When I sat down to write this article I had no idea the rabbit hole of research I would fall into. Seriously, there are just so many article and research papers about sunscreen it’s crazy. And what’s even more frustrating is that there are conflicting studies within the same organization! (EWG I’m looking at you). All that being said I’ve done my best to compile a somewhat comprehensive overview of what you want to look for in a sunscreen and what to avoid. It is by no means exhaustive so please do your own research and find what works best for you and your family but I hope that it at least wades through some of the bullshit around this controversial topic!
Before we jump right into sun protection I just want to say that the sun isn’t actually bad. As a matter of fact, you need it to survive. We’re not so different from plants after all. The sun provides us with Vitamin D, which is critical for bone health and mineral absorption and keeps depression and S.A.D. away. It also goes quite well with margaritas so there’s that too. It’s recommended that you get about 10-15 minutes of sunscreen-free sun time to absorb all of the benefits it provides.
Let’s talk about chemicals for one second too. We hate them all and they are completely terrible for you, right? Unfortunately, when dealing with chemicals there isn’t just black and white, there’s a big ol’ area of grey that we have to hang out in. If we get right into it in terms of sunscreen we have to go back to grade 10 science and look at the periodic table. You know that white stuff those skiers in the 80’s put on their noses to avoid a sunburn? That stuff in your sunscreen that protects you? That’s zinc. And since it’s on the periodic table – you guessed it, it’s a chemical. Therefore, all chemicals are not bad, we just have to educate ourselves and make sure we’re using the right ones.
I was going to come up with a Do’s & Don’ts list for sunscreen but it turns out that the only “Do” is: Use it. Yup, apply that stuff liberally and often to avoid skin damage. Now, on to the Don’ts.
Don’t use spray sunscreen: Spray sunscreen while easy to put on is not all that effective. You can’t be sure of even coverage or that you haven’t missed a spot. It’s also not great to ingest that stuff. You don’t want sunscreen floating around in your lungs causing all sorts of trouble.
Don’t make your own: This made me a little sad to read because I am a big fan of making things myself to avoid unnecessary junk in my body. I like to make my own body butters and deodorant so making my own sunscreen seemed right up my alley. That was until I really started to research the actual process of creating your own. First, making sunscreen is not a small undertaking. There is a lot of science that goes into it and with that, knowledge about what exactly you’re doing. You need to use some kind of UV blocker like zinc or titanium dioxide, which means that you’re going to need to know how to use them. That requires knowing exact measurements and combinations in order to be effective. Sadly, Bill Nye I am not.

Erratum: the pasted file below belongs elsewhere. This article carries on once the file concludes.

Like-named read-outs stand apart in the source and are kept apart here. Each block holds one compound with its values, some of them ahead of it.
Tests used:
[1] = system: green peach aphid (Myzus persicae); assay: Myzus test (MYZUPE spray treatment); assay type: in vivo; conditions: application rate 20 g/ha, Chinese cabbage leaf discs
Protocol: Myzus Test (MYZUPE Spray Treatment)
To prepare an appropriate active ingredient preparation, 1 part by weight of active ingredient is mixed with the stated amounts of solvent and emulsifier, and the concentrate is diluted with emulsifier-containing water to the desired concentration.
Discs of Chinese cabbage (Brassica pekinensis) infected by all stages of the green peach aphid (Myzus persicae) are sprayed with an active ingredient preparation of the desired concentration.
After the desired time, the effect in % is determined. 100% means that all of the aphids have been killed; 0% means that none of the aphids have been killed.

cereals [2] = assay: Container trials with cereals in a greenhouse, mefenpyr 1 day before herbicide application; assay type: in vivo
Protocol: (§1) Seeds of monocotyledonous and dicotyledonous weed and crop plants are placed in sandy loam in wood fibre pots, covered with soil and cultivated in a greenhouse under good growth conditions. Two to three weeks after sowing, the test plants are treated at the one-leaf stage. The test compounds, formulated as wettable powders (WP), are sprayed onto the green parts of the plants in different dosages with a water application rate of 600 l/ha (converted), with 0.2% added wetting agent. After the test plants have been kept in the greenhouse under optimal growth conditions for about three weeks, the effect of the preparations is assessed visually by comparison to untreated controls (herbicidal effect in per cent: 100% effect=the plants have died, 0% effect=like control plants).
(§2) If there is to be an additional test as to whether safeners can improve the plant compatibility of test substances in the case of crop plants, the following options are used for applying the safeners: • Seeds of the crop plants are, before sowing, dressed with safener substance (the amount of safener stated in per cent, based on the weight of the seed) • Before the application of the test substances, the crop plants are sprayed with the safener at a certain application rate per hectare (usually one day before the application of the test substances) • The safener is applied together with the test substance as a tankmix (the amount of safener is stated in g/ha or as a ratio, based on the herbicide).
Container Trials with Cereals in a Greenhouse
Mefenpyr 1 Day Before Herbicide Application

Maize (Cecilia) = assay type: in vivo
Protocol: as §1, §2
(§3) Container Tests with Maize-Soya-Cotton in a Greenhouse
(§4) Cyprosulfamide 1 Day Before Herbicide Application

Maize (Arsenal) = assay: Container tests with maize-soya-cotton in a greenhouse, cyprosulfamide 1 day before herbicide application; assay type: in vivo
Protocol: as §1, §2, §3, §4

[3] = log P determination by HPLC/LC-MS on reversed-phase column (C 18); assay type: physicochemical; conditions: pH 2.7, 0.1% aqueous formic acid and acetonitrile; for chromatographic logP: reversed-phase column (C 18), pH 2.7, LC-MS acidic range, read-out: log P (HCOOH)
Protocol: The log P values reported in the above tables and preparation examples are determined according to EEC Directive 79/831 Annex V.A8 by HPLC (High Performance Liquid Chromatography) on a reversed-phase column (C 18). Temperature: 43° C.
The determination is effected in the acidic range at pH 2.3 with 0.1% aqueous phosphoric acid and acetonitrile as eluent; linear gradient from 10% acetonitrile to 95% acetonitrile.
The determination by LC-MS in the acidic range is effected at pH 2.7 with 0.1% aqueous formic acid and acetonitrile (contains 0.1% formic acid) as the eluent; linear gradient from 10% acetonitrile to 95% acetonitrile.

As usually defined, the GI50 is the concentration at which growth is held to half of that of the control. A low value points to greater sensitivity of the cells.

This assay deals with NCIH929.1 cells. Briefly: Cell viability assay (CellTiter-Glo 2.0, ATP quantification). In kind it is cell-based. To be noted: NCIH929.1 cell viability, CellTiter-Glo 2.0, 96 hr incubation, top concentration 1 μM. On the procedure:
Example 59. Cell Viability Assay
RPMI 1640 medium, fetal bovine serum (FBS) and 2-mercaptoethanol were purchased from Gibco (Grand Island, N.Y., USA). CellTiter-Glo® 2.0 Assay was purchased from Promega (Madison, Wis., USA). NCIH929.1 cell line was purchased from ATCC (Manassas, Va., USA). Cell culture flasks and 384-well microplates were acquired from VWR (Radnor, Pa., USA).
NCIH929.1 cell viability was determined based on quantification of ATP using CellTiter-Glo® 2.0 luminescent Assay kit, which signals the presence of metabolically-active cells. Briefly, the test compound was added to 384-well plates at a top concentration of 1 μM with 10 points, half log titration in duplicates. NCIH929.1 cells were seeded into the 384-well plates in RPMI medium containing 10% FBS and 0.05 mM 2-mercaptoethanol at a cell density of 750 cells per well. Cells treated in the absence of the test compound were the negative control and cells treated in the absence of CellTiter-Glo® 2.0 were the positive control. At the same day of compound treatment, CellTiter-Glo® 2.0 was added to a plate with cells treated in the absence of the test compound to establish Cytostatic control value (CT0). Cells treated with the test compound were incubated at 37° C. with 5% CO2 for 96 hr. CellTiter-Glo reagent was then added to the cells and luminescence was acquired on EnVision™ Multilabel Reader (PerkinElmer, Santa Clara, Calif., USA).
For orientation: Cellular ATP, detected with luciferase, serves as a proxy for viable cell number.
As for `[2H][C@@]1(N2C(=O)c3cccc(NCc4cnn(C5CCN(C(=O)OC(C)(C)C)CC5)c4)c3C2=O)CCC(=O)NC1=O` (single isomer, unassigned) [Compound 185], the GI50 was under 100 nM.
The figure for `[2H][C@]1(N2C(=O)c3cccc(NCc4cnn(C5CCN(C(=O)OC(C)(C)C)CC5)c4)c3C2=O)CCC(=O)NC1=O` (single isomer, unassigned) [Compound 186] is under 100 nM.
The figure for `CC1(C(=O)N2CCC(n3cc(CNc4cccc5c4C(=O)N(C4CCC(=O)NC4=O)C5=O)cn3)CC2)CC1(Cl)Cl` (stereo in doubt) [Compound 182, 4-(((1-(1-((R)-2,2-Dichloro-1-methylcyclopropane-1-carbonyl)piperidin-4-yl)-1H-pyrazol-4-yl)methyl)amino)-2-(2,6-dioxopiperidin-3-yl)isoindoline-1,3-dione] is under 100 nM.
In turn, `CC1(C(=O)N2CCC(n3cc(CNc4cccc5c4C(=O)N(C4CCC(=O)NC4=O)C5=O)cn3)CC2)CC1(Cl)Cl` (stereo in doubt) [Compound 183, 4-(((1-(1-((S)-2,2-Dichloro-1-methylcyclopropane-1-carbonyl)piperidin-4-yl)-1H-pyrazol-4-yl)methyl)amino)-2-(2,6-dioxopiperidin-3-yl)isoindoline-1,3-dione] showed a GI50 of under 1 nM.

Don’t get sucked into a sky-high SPF: It would seem like the higher the SPF the better the protection, right? Well, that’s only half true. SPF stands for Sun Protection Factor, which protects more against the UVB rays and doesn’t do much in terms of the super damaging UVA rays. Those are the ones that can lead to skin damage and sometimes cancer. Not cool. Additionally, if you put on a sunscreen with a super high SPF you might be lulled into a false sense of security and think you’re good to go for a long period of time, forgetting to reapply. That’s not what you want either. Getting sunscreen with an SPF of at least 15 but no more than 50 is the general consensus.
Don’t buy sunscreen with Oxybenzone: This chemical has been known to mess with your hormones (it’s an endocrine disruptor) and can cause allergic reactions. It’s a pretty common additive though, so I’d check the one you’re currently using to make sure it doesn’t contain it.
Brands That Make the Cut
I checked into The EWG (Environmental Workers Group) and the David Suzuki site (which ends up referencing the EWG anyway) and found that they have compiled a list of the best sunscreens for little ones.
They also provided a handy little list of the worst kids sunscreens.
Personally, I use Kiss My Face because I can get it at Loblaws and I’m all about convenience. You should be able to get any of the others online or at the very least, Whole Foods.
As with anything you’re going to be putting on or in your body, do you research and get informed. Ask questions about where your stuff comes from and make a decision that works for you and your family. Common sense goes a long way when making decisions and should definitely be used here. In addition to wearing sunscreen, make sure your kids are wearing a hat and a light long sleeved shirt if possible, reapply sunscreen after swimming or sweating, stay hydrated and have a great summer!
Featured image by Tim Swallow
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